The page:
INTERVIEW: Michael Oku reflects on RevPro Heavyweight Title win, talks Copper Box show, Josh Alexander calling him out

Originally published at INTERVIEW: Michael Oku reflects on RevPro Heavyweight Title win, talks Copper Box show, Josh Alexander calling him out

For the first time in Michael Oku’s career, he became Revolution Pro Wrestling’s Undisputed British Heavyweight Champion. He bested Great-O-Khan at the promotion’s Epic Encounters event on July 9th.

With the victory, Oku ended O-Khan’s five-year undefeated streak in the United Kingdom. I had the opportunity to chat with Oku and he described the feeling of winning the title as ‘unreal’.

He shared that his first match in RevPro was against Great-O-Khan and it was a squash that he was on the losing end of.

Exactly that (the title win feels like it happened at the right time). I think that’s what makes it feel really special… There’s a lot of people that have either won the Heavyweight Title and that’s their first title they won or maybe they won something else and then it’s straight to the Heavyweight Title. But for me, I ticked every box in terms of every stop I made on the way to getting the Heavyweight Title where there were times where I felt like it just wasn’t gonna happen. I just had to think that my role was to be the face of the company but not the face of the company. Secretly representing them but not have the top prize. That’ll be reserved for other people. So there were moments where I was like, ‘Oh well, if it happens, it’ll be cool.’ That’s me kind of thinking that it won’t happen. So for it to finally be like, here’s the nod of approval, here’s the stamp, the official title of Heavyweight Champ and by doing it, it makes the Grand Slam Champ in saying that I’ve done everything in RevPro. That’s what makes it really, really cool because again, like you said, I looked at the belt when I won it, you hear the reaction and it just made me think, oh my gosh, it’s actually happening. It’s actually happened to where I’ve made it to the point where I’m at the pinnacle of RevPro and people are happy that I am and it’s really like here’s the start of a new chapter. Here’s the beginning of a new chapter in a sense so it’s exciting to see where we go from here but at the same time, living in the moment and smelling the roses, it feels unreal.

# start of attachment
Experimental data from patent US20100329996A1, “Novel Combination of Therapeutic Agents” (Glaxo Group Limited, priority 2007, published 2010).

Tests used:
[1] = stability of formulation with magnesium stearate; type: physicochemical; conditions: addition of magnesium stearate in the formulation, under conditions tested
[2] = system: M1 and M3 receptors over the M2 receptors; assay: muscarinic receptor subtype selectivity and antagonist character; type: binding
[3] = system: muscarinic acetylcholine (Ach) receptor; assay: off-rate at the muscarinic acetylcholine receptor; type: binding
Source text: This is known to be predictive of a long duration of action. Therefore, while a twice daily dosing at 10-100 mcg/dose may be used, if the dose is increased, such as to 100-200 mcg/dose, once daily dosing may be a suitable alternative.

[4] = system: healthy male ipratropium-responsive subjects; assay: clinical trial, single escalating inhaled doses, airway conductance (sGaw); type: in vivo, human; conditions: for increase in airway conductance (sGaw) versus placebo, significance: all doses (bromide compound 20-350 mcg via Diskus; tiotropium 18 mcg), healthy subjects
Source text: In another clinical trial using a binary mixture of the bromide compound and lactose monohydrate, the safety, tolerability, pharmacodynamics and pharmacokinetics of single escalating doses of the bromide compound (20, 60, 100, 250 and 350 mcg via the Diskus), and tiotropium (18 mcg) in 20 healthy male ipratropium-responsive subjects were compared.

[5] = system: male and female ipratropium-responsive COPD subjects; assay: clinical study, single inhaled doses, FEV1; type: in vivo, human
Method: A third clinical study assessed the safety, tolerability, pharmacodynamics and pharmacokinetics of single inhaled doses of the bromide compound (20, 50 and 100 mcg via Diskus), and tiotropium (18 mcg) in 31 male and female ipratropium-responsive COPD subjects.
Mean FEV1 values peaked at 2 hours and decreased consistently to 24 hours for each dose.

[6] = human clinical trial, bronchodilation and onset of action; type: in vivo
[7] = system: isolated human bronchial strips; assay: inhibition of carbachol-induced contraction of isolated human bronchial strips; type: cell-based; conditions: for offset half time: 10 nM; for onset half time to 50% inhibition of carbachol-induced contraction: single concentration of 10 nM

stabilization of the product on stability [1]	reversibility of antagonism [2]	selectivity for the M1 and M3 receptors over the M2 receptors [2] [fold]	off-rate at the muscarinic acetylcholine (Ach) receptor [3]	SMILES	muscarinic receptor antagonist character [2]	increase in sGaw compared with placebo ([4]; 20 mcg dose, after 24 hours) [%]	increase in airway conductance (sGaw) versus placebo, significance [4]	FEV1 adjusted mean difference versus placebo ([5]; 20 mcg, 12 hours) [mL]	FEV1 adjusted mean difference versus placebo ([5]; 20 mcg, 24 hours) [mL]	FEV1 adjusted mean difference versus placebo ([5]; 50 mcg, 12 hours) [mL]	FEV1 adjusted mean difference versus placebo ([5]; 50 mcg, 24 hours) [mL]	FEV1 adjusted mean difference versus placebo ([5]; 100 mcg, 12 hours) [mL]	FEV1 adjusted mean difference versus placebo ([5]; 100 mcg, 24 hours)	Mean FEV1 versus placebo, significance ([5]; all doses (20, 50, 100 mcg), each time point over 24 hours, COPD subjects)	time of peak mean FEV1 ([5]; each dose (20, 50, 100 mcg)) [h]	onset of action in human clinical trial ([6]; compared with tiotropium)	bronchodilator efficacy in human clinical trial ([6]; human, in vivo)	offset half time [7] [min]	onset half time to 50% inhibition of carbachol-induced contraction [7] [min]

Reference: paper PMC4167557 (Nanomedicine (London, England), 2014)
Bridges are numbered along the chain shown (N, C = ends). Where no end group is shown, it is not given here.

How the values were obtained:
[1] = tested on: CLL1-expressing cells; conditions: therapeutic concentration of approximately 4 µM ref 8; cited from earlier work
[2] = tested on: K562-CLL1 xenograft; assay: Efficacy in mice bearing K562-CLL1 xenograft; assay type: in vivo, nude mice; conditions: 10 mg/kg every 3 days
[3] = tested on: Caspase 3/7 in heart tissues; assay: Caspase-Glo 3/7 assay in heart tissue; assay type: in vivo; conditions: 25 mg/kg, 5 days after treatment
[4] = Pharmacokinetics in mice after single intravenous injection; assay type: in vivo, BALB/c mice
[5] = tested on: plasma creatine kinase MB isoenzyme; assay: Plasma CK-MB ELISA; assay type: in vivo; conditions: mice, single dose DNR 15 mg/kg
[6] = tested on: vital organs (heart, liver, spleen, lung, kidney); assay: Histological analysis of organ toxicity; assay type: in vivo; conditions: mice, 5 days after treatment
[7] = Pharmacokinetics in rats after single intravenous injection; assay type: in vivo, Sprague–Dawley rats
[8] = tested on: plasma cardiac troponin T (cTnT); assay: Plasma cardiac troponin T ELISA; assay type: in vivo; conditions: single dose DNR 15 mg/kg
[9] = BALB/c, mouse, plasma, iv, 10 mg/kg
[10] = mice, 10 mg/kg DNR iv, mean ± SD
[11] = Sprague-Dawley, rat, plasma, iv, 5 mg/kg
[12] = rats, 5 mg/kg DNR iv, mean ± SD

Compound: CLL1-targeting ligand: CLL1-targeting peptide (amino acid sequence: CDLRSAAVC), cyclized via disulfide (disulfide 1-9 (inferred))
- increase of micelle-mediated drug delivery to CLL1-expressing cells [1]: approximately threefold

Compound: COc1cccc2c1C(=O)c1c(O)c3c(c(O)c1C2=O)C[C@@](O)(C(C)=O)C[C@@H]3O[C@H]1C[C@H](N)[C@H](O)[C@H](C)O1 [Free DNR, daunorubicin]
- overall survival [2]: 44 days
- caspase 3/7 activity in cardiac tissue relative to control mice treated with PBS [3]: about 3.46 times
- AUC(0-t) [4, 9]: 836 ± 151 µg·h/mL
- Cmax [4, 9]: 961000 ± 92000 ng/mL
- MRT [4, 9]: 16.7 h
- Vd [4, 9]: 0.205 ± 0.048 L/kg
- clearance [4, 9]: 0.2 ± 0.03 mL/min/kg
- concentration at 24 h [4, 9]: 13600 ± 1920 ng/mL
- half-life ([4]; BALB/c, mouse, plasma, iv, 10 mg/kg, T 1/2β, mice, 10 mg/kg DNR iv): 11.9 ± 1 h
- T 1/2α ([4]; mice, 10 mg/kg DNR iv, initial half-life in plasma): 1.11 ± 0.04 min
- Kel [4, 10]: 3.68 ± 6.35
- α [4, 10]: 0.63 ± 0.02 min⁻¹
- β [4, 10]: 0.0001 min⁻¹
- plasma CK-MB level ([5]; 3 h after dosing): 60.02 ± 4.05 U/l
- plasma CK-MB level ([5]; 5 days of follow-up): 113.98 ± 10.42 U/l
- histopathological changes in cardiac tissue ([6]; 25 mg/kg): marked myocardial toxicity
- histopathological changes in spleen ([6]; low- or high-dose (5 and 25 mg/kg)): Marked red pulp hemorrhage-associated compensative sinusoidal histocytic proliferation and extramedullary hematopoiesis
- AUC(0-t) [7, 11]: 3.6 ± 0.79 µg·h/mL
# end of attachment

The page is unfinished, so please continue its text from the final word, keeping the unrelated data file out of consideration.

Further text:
Zero losses for five years (Oku said about Great-O-Khan’s streak in the UK). My debut in RevPro was against the Great-O-Khan and it was about a one minute, 30 second match and it’s just poetic… And that was in 2018 so that was kind of the start of the undefeated career in RevPro and I have just an opportunity and I think that’s the best example of maximize your minutes or seconds in that case of like, I was just a body, Andy (Quildan) just needed a body and he booked me the day before because I was helping out in the middle of the day, set up for the TV taping that he was doing and he’s just like, ‘Are you good enough to get beat up for two minutes?’ ‘Yep,’ and it was my goal to be basically the best jobber possible for that role and that was enough for him to then try and give me further opportunities and it really was from that one match that everything snowballed from there and essentially to this moment where all the stars aligned where the person with the undefeated streak is wrestling the guy who has one more thing left to do in RevPro which is win the Heavyweight Title and it’s the guy that he wrestled in York Hall in his debut. What’s gonna happen? So, again, it’s crazy that the stars aligned in a way that nobody would have even planned to have happen.

Coming up on August 26th is RevPro’s biggest show to date. It is their 11th Anniversary Show at Copper Box Arena in London, England.

Oku is scheduled to defend his title against Trent Seven. Also on the marquee is a singles match between former IWGP World Heavyweight Champions Will Ospreay and Shingo Takagi. The question of who should close the show was asked and Oku explained why he thinks Ospreay versus Shingo should headline.

He stated that people are coming into the country and may want to see an attraction bout such as Ospreay versus Shingo. Oku admitted that he doesn’t know if he wants to follow that match either.

Of course, of course in theory (I feel I should be closing the RevPro 11th Anniversary Show). The British Heavyweight Champ, the title match should be last. It’s the question of do I want to follow Will Ospreay versus Shingo (Takagi)? And that’s honestly what it is and it’s an interesting thing because this last York Hall show, I did indeed follow Will Ospreay versus Leon Slater and I don’t mean they were on — it’s the first half of the main event and it was a break. No, it was a one-two punch. Will versus Leon Slater and then me versus Great-O-Khan and at that time, I was like, ‘Yeah, this will work’ because what you don’t want is that the fans to be like, mhm, no, no, no. We’re leaving disappointed. We would have been on a higher note if Will was the main event. But I think because the stakes that were involved was so high for this York Hall show and they really, really wanted this title victory, because that happened, it was okay for that to usurp Will versus Leon which they did do some build up to it. They had been building some things up, but I don’t really think the fans were invested in terms of who won more than they were just to be like, wow, this is gonna be a sick match, Having said that, for this Copper Box show, I think because we’re gonna have so many fans flying in from around the world, the question is what match are they looking forward to the most and I’d be foolish to (not) think that people from around the world are gonna be most anticipating on that card for Will Ospreay versus Shingo because again, they’ve done it a few times, but this is the first time they’re doing it outside of Japan and I think they’ve had maybe three or four singles matches. Only that first one which was the Best of Super Juniors final, that’s the only one that was in front of a crowd. So this would be the second one in front of a crowd because all the others happened during the pandemic. So, although I was happy to be in the main event of this York Hall one, I think it should be us then them. I think it should be Heavyweight Title then Will and Shingo and I’m fine with that. There’s no — put my ego aside.